Ancient Engineering
The Atomic Bomb of the Middle Ages

Mini Floating Arm Trebuchet

No Glue! Build it in under ten mintues! Most popular trebuchet in 2012!

This mini version of our World Famous Floating Arm Trebuchet is a real powerhouse in a desktop sized
package. It can hurl anything from marbles to golf balls across the room or across the yard! The trebuchet
is essentially a gravity powered energy conversion machine, turning potential energy into kinetic energy
and using it to throw a ball. It's a great way to see classical mechanics in action!

It stands sixteen inches tall, thirteen inches long and nine inches wide. Just big enough to see some real
action, but not too big to keep on a bookshelf.

Precision cut by computer controlled machinery from top-quality 1/4" Baltic Birch plywood -- the best
available. The extremely precise cutting process guarantees that all parts fit, and fit right, with no glue
required. And not only does it go together easily, but this kit is designed to perform awesomely too. This
kit was personally designed by professional trebuchet engineer Ron Toms.

The Trebuchet Kit comes with everything you need to get started slinging! All the computer-cut, snap-
together wooden pieces, axles, a trigger, sling and pouch, and four wooden missiles! Assembly time: Only
ten minutes or less after removing parts from panels.

We've put a lot of time and effort into making this kit as easy and complete as possible. It's a fun way to
learn about physics and engineering!

Quantity pricing info:
0 to 4 kits, standard price.
5 to 9 kits, 10% off
10 or more kits, 15% off
Discounts are automatically applied in the shopping cart. Just update your quantities and click the
recalculate button to get the discount.

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    Price: $34.95
    Minimum age: 6
    Availability: out of stock

    Item code: 10121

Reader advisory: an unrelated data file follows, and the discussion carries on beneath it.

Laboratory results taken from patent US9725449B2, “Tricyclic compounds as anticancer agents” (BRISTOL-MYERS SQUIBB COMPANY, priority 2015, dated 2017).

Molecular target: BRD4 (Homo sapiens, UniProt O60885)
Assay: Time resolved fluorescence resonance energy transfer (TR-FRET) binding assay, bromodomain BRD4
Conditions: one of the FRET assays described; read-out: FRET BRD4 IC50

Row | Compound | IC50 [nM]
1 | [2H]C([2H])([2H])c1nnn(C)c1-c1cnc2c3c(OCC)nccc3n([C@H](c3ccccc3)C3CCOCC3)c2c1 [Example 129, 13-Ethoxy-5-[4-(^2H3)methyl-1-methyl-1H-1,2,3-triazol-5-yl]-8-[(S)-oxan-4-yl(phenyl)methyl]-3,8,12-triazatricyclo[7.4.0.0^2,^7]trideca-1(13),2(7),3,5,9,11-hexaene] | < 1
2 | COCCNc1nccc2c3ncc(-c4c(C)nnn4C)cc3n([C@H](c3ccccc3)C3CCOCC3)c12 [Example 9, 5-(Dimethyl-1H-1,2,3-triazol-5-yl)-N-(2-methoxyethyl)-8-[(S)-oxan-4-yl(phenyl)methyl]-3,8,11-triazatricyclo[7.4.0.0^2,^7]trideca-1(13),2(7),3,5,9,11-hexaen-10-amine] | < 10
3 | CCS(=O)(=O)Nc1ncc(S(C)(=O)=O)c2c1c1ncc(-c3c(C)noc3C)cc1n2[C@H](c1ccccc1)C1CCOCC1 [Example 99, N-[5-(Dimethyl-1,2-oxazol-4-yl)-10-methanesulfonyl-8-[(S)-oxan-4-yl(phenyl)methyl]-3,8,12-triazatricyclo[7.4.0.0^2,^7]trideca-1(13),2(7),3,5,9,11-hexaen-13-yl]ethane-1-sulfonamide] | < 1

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It's not just a toy,
it's an achievement!™

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Includes four pre-tuned interchangeable release pins for shooting at different angles of elevation.

Interesting Notes

Some Trebuchet History:

From the 13th century writing: "Itinerarium Peregrinorum et Gesta Regis Ricardi"

In June and July of 1191, Richard the Lionheart (the Duke of Normandy) laid siege to the city of Acre as part of the medieval Crusades.

The Duke concentrated on constructing siege machines and placing trebuchets [petrariae - literally, stone hurler] in suitable places. He arranged for these to shoot continually day and night. He had one excellent one which he called "Bad Neighbor" [Malvoisine]. Its continual bombardment partly destroyed the main city wall and shattered the Cursed Tower. On one side the Templars' trebuchet wreaked impressive devastation, while the Hospitallers trebuchet also never ceased hurling, to the terror of the Turks.

Besides these, there was a trebuchet that had been constructed at general expense, which they called "God's Stone-Thrower". A priest, a man of great probity, always stood next to it preaching and collecting money for its continual repair and for hiring people to gather the stones for its ammunition. This machine at last demolished the wall next to the Cursed Tower for around two perches' Length [11 yards or 10 meters].

The count of Flanders had had a choice trebuchet, which King Richard had after his death, as well as another trebuchet which was not so good. These two constantly bombarded the tower next to a gate which the Turks frequently used, until the tower was half-demolished. Besides these, King Richard had two new ones made with remarkable workmanship and material which would hit the intended target no matter how far off it was. . . . He also had two mangonels [traction trebuchets] prepared. One of these was so swift and violent that its shots reached the inner streets of the city meat market.

King Richard's trebuchets hurled constantly by day and night. It can be firmly stated that one of them killed twelve men with a single stone. That stone was sent for Saladin to see, with messengers who said that the diabolical king of England had brought from Messina, a city he had captured, sea flint and the smoothest stones to punish the Saracens. Nothing could withstand their blows; everything was crushed or reduced to dust.